There is something weird about the current generation of AI — better pay attention

Hype aside, there is something very uncanny about the most recent generation of AI models.

There is something weird about the current generation of AI — better pay attention
An image generated by midjourney v5

The hype is strong around GPT-4.

  • If you want to develop websites and games, coding is no barrier. GPT-4 can take in your instructions and spit out the final product (source).
  • Make thousands in hours using GPT (source).

Of course, all these claims are sensationalized bullshit.

This is a race to the bottom of the stem cell (a term I learned from The Undivided Attention podcast). A way to exploit the lowest human instincts to garner publicity on social media.

But hype aside, there is something very uncanny about the most recent generation of AI models.

In the GTP-4 release stream Greg Brockman showed two amazing applications:

  • developing a working Discord ChatBot (GPT-4 had to parse Discord API documentation for some of the functionality)
  • calculating tax liabilities for a relatively complex situation by relying on fed in tax code

And the progress in Generative Art is equally stunning.

Or take a look at these generated shoe ads below.

To be honest, I feel caught off guard.

A quality threshold has been crossed that I didn't expect AI to cross anytime soon.

And I suspect I understand why I feel surprised.

Our human mind evolved to extrapolate from data linearly.

If we found 5 mushrooms in this area of the forest this year, we can expect there to be 6 or 7 mushrooms next year, should the weather be particularly good.

We don't expect to find 13 or 36 mushrooms there.

GPT-2 was fun and impressive. It could write coherent short stories about unicorns.

GPT-4 should write just slightly better stories.

And yet a whole new set of capabilities have been unlocked!

To understand what is happening, we need to take a look at a slide from Jeremy Howard's TED talk from 8 years ago.

The line for "Computer Performance" is self-accelerating, the pace builds on itself. It is exponential.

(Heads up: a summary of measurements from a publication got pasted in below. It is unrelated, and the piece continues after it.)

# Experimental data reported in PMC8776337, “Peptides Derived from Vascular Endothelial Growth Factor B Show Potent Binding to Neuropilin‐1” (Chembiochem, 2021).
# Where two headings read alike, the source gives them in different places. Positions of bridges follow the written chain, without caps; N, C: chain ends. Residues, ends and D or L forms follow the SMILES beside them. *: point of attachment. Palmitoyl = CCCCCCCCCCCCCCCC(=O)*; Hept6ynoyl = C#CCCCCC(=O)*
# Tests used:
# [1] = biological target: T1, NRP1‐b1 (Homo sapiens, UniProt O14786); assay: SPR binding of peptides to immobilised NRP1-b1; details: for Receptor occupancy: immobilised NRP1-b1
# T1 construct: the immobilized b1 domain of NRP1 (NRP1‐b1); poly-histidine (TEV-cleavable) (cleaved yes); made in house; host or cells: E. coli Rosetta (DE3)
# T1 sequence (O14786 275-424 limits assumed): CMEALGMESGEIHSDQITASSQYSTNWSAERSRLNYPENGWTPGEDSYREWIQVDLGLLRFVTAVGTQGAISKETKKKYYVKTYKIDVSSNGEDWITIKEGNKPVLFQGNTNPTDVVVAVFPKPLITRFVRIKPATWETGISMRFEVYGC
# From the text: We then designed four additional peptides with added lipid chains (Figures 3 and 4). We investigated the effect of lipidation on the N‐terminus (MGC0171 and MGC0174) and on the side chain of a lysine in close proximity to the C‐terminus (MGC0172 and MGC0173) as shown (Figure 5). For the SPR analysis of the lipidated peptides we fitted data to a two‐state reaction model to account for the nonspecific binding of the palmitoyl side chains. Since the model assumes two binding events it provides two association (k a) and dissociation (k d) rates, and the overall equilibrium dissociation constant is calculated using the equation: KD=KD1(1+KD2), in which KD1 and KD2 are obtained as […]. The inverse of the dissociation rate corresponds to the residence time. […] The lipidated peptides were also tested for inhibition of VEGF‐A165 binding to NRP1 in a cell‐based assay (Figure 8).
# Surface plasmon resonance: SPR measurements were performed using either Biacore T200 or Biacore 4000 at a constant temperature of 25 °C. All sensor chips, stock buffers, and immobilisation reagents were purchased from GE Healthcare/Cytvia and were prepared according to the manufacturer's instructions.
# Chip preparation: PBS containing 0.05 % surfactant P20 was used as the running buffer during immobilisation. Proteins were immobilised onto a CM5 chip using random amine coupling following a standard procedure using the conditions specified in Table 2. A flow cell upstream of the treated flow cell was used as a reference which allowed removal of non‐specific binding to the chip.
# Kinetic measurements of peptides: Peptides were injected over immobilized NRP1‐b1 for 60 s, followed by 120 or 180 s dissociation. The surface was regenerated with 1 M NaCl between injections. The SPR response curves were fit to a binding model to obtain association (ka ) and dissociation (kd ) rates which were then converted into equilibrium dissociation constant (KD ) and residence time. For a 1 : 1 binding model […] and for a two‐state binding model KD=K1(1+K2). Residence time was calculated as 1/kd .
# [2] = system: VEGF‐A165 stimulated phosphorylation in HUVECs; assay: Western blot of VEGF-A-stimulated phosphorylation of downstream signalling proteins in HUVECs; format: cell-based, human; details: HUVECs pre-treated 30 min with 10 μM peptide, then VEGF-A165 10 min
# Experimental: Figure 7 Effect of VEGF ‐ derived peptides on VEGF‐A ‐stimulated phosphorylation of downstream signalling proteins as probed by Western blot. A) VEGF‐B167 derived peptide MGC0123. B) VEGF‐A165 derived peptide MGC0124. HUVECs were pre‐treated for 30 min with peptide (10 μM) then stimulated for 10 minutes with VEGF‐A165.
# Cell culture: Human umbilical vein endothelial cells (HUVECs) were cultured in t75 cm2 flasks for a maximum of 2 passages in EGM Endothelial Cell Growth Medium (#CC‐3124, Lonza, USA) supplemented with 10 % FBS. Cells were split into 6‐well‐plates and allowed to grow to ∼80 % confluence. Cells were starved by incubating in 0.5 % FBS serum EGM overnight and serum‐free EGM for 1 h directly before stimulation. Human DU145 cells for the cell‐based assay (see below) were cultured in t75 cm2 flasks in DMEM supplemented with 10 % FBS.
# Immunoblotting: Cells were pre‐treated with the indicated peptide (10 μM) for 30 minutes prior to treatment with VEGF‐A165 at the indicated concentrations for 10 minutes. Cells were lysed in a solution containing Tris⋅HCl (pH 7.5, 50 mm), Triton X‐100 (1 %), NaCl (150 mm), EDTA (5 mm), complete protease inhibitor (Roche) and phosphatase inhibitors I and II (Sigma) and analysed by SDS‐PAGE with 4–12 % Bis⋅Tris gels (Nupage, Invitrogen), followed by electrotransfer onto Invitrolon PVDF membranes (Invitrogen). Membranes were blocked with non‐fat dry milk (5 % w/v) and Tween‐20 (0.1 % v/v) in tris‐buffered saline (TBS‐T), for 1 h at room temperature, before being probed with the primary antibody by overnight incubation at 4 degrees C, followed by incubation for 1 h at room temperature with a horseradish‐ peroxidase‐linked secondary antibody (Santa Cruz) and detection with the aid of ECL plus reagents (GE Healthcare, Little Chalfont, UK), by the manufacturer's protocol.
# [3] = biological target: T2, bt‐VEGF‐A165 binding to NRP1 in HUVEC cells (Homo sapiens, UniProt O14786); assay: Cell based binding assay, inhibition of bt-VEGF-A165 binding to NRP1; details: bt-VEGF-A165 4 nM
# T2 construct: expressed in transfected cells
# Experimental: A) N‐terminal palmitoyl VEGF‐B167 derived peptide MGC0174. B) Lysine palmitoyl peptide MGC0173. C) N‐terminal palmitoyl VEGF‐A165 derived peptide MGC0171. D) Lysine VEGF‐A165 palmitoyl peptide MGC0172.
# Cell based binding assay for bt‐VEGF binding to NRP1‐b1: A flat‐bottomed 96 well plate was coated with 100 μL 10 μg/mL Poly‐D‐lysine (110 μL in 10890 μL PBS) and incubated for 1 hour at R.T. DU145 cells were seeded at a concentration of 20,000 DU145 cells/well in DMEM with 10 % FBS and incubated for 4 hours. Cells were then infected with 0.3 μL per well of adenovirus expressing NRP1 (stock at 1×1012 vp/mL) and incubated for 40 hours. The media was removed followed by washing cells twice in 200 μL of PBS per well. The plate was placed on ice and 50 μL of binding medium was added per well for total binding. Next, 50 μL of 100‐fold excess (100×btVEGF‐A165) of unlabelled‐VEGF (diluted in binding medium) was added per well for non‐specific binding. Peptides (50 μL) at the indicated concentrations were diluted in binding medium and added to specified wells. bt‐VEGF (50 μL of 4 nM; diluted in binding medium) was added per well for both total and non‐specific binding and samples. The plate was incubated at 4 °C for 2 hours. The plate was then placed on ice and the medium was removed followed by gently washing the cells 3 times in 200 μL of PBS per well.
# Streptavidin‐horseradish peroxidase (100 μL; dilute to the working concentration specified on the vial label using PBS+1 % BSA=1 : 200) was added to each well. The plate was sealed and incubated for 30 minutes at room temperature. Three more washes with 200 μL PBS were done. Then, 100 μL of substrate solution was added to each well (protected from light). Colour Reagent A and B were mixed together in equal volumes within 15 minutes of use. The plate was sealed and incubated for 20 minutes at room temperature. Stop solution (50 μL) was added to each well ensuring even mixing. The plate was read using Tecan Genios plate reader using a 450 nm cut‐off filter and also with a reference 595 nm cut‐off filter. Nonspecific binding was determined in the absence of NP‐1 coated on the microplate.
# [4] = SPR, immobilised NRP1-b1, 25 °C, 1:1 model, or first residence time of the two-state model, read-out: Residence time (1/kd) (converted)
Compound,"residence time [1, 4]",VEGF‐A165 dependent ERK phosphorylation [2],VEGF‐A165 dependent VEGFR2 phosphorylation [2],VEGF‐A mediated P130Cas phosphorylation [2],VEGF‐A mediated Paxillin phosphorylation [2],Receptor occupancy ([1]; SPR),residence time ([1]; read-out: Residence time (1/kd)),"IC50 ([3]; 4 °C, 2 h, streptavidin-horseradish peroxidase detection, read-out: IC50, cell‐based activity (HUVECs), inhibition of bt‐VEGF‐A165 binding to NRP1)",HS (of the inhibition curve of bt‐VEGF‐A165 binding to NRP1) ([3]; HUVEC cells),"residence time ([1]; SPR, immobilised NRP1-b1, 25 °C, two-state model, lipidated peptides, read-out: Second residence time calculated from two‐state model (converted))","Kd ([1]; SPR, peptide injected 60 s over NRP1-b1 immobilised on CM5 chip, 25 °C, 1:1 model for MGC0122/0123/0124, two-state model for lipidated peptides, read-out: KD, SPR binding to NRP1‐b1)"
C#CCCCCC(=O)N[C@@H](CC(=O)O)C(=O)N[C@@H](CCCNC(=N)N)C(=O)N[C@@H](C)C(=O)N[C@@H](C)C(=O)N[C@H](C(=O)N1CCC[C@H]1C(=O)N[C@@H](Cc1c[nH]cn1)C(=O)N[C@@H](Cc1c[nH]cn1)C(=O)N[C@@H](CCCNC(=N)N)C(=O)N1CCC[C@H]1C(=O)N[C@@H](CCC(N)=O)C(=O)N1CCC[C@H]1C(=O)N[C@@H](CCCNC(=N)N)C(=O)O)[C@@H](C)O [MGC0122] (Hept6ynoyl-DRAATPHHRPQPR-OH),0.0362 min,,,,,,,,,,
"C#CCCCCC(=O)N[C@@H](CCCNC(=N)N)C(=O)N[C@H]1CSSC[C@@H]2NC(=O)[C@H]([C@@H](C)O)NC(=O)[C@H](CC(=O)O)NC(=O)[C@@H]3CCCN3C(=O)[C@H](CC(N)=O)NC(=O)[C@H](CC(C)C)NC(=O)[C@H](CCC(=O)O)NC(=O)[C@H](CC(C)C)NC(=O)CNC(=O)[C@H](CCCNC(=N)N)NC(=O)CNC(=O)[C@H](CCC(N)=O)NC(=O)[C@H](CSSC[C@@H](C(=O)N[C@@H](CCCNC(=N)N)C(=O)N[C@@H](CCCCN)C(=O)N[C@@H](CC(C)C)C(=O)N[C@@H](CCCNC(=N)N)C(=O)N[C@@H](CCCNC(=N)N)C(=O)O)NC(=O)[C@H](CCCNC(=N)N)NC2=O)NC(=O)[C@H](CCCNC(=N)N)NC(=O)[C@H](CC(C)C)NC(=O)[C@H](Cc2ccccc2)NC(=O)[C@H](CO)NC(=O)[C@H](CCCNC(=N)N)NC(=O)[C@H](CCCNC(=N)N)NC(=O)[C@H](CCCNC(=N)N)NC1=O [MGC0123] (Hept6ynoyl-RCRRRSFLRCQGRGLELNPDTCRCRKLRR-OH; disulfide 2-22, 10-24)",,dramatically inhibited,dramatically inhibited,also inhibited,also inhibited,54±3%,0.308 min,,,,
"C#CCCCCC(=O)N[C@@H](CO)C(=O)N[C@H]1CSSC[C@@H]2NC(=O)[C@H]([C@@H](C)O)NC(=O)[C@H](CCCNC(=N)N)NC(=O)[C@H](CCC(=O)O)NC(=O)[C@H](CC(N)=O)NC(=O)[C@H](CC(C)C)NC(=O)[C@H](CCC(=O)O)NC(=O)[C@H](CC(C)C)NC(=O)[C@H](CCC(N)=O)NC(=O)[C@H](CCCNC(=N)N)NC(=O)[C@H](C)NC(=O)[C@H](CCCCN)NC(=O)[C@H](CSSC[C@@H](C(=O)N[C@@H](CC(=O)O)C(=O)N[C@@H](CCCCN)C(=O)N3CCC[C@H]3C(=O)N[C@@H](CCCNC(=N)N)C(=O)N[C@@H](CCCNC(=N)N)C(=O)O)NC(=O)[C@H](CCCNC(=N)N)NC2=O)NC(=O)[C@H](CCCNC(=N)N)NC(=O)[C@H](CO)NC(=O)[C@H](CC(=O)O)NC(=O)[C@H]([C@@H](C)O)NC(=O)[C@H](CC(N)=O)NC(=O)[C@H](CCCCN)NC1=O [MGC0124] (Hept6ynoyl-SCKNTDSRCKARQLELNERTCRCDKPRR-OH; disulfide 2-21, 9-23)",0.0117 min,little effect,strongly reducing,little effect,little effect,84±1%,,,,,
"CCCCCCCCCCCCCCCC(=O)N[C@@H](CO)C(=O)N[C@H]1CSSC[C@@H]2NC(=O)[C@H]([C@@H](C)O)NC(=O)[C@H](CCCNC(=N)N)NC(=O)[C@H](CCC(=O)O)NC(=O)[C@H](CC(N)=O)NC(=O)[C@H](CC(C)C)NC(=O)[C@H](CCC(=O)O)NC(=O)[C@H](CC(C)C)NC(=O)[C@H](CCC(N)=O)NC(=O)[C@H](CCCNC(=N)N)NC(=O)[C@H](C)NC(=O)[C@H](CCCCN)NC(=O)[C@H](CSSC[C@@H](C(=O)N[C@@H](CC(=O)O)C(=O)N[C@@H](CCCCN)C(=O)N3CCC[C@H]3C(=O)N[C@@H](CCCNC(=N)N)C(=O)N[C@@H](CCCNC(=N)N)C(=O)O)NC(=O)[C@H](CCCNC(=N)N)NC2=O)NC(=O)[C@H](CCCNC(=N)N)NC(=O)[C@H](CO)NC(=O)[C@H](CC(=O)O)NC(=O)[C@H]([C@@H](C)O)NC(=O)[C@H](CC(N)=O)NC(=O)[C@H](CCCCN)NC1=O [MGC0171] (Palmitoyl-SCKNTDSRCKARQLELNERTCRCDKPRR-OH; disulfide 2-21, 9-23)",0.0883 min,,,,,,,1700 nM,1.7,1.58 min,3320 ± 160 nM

This is the reality I have missed.

So what am I doing about all this now?

First and foremost, I want to spend more time with this cutting-edge technology. To learn how to integrate it into my life.

To learn to code with it.

That is the best way to future-proof me.

Sure, I could go back to studying transformers. Or stable diffusion.

But the ground-breaking applications and functionality live at the top of the stack.

You want to become an expert F1 driver and for that you don't need to understand exactly how the engine works. You need to understand what it can do and its limitations.

And be able to squeeze its capabilities to the limits.

This is a scary reality for many of us in tech. What good is my understanding of how BatchNorm works if a teenager who has been using the OpenAI API for months now can run circles around me when it comes to the quality of output she can generate?

But I welcome this reality. This is the great democratization of AI.

In 2012 you had to be an expert coder to leverage the GPU.

In 2017 you only needed a year of programming experience to be able to implement SOTA models thanks to Keras and later PyTorch.

And now all you need is to be able to use natural language and think.

I am not bitter. I am just sad I missed this reality, that these models have so much potential. That I didn't start to capitalize on this trend earlier.

But I welcome this new technology.

And will do my best to not miss the boat on this paradigm change.

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